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Supplier Reports, Part 1 (CONT’D FROM PAGE 24)

AIR CONVEYING CORPORATION is a recognized leader in the industry of Pneumatic Conveying Systems and has been in business since 1968. As an equipment manufacturer rather than simply a sales organization, we have complete control over the quality of material and products which make up your proposed system. Our equipment is found in Printing, Folding Carton and Corrugated plants throughout the country and the world.

ly suited for a wide range of production solutions and fits well in the portfolio of the existing family which includes the QF-P, AF-P and the MF-A. We have the solution to best fit your needs today and into the future. “Keep an eye out for new corrugator developments to be announced in 2023. It will be an exciting year. With the growth the corrugated industry has seen in recent times, we are fortunate to enter the year with a significant back- log not only for 2023 but also the years following. The in- stallations in 2023 will once again span the entire portfolio of products. “BHS Robotics offering upgrade solutions for non-BHS corrugators as well as robotic solutions in the box plant and beyond is prepared for the future. Installations of the new BHS Robotics Profeeder took place in 2022 and more are planned in 2023. The Profeeder is high speed six-axis robot with a feed rate of 400 BPM. This is just one example of robotic products developed for the corrugated market. For more information, contact BHS Robotics at (630) 784- 0800 or visit . “The development of our “Life Cycle” philosophy and product offerings continues into 2023. We are poised for growth in all “Life Cycle” areas. From full maintenance programs (M2P) to flexible programs (M2P Flex) to audit based programs (TCI), we have the right solution to fit your requirements. As with our machinery growth, so has the M2P product grown. We also have expanded our offerings in Service (ESA) and Parts (Parts+ and Pick and Pay) to bet- ter serve our customer’s needs. Contact your local repre- sentative to find out what products are best for you. “BHS Corrugating Rolls continues to set the industry standard. From consistent quality to industry leading pro- file designs, BHS Corrugating Rolls is positioned to help you in every capacity. BHS continues to be the leader in corrugating rolls in North America and worldwide by pro- ducing the most corrugating rolls with shortest lead times and most importantly, at the highest quality. “The BHS product offerings NICE Rolls® (Not Including Capital Expenditure) and C.A.R.E (Corrugating Roll Cart Ex- change) continue to lead the way by providing a cost-ef- fective solution to corrugating roll management. Not only do these programs alleviate the need for upfront capital investment, but they also take away the burden of corru- gating roll planning and execution. Allow us to review your corrugating rolls and together develop a solution allowing you to optimize production while BHS cares for your cor- rugating roll needs. From full-line corrugators and corrugating rolls along with retrofits and upgrades of existing BHS machinery, we have the solution to fit your production needs now and well into the future. “Time to Start is Now: “Box Plant 2025 – Think Be- yond.” Contact us to learn more. Call (410) 574-1550, visit . E-mail

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26 February 6, 2023

Supplier Reports, Part 1 (CONT’D FROM PAGE 26)

can run all corrugated substrates, it is designed to spe- cialize in micro-flute and high graphics up to 1000 FPM. The “Thermal Dynamic Process” provides a competitive advantage over conventional technology when running these special products. “Fosber America also installed our first Smart SF5 Belt SingleFacer with a quick flute change cassette system in the USA. The Smart SF5 Belt SingleFacer is available up to 1500 fpm and in 98-inches and 110-inches. The SF5 uti- lizes a Teflon-coated non-metallic belt. The design offers precise belt pressure control, reliable tracking and easy accessibility for fast belt replacement. In addition, there is an option to add Water Decks to both the medium and liner side, creating a balanced sheet, void of any warp characteristics. This machine can be seen in production by contacting Fosber and taking a trip to the Midwest. “Tiruna America, Inc. continues to be an industry lead- er in new and refurbished corrugating rolls, pressure rolls,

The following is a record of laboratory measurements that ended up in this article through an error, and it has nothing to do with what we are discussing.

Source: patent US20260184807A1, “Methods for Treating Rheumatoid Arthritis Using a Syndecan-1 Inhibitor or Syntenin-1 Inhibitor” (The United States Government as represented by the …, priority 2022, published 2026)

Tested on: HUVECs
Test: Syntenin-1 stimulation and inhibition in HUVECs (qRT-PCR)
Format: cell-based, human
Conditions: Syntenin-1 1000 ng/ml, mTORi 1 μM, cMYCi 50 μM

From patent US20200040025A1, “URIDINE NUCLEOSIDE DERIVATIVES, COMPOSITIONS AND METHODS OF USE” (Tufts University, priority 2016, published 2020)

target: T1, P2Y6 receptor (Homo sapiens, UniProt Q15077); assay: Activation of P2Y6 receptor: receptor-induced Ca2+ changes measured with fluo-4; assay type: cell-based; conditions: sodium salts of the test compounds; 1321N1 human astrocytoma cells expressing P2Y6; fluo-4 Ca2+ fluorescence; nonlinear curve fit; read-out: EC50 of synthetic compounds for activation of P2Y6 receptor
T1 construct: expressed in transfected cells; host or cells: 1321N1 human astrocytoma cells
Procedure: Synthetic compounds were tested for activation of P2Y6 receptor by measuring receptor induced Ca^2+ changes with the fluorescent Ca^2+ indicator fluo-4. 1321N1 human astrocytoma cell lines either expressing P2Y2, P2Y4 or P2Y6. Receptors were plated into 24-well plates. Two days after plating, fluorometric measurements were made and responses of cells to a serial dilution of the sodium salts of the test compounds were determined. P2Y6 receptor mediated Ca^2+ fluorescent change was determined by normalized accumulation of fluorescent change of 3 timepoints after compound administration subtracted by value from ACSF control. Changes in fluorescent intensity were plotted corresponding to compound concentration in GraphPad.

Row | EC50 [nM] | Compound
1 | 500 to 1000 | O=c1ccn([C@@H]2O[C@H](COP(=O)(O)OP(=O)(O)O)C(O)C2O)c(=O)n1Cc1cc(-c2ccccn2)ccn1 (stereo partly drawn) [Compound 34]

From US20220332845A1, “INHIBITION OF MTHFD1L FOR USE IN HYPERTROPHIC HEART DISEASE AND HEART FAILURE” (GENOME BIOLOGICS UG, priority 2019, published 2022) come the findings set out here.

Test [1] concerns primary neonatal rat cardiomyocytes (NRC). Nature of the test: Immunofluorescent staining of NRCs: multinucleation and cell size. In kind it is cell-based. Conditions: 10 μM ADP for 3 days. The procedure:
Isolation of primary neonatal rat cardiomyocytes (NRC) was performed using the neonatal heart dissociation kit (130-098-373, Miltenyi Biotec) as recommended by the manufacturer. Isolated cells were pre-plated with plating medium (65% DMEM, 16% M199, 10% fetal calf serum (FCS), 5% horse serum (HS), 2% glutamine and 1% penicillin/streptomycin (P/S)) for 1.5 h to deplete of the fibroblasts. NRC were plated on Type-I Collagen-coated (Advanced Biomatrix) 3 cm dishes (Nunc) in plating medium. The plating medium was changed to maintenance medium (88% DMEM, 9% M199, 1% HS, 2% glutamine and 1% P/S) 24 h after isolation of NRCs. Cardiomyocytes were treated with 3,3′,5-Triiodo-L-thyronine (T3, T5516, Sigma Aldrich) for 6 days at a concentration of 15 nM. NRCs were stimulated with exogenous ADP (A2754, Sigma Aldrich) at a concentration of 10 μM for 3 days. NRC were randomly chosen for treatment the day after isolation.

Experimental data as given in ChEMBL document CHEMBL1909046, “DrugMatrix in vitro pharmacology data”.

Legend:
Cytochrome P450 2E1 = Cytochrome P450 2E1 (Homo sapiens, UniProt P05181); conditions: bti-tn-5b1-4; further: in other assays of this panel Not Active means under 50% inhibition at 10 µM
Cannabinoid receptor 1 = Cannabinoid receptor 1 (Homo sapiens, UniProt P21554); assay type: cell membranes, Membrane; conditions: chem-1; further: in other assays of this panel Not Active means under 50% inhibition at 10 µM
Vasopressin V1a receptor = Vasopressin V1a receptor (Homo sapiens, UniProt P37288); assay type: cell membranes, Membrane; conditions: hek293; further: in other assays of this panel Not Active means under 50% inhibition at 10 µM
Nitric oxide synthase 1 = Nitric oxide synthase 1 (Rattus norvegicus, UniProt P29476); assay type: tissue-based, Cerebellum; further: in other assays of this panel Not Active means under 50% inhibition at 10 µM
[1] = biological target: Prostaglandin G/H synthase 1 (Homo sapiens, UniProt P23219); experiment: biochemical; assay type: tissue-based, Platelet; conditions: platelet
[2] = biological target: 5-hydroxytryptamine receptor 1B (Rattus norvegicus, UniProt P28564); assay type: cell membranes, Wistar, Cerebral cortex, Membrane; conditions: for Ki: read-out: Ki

FOSBER/TIRUNA Green Bay, Wisconsin: Joe Slattery reports, “Fosber Amer- ica would like to thank all our customers for helping us

achieve another record year. Our Green Bay-based Production, In- stallation, Service and Parts Depart- ments, were able to handle all our customers’ needs despite the supply chain and other issues our industry faced. As we enter a new year, we are fortunate to have a healthy back-

Joe Slattery

log to carry us through 2023 and beyond. “In 2022, we installed multiple 1500 fpm full-line cor- rugators featuring enhanced Syncro Control, full ProCare System and full Sound Enclo-sures. We also installed our very first Quantum Corrugator line. While the Quantum line

cartridge rebuilds, parts and service. Tiruna has technicians trained to assist in the in- stallation of corrugating rolls in any make single facer. Also, Tiruna has expanded their cartridge rebuilds, parts (stocking all necessary parts) and service for most types of single facers. Tiruna made some sub- stantial capital investments in 2022, includ- ing a new state-of-the-art grinder to add to our quality and capacity. “Fosber and Tiruna thank you, our ex- tended family of customers, for your contin- ued support. We are proud of our accom- plishments, excited about our future and grateful to work in this exciting industry. Contact Fosber at (920) 339-6100 or www. and Tiruna America at (920) 338-6650 or . HAIRE GROUP Merrillville, Indiana: Keith Umlauf reports, “The year 2022 was another great one for

Haire Group, thanks to our amazing em- ployees and custom- ers. Haire Group con- tinued to grow and expand. “In addition to our Apstar line of flexo

folder gluers and rotary die cutters and the Encore set-up-while-run line of flexo fold- er gluers and rotary die cutters, we began selling the Engico Jumbo flexo folder gluer. With our expansive line of machinery, we are able to pair clients with the best machin- ery solutions for the best value to meet their specific needs. CONTINUED ON PAGE 30 Keith Umlauf

28 February 6, 2023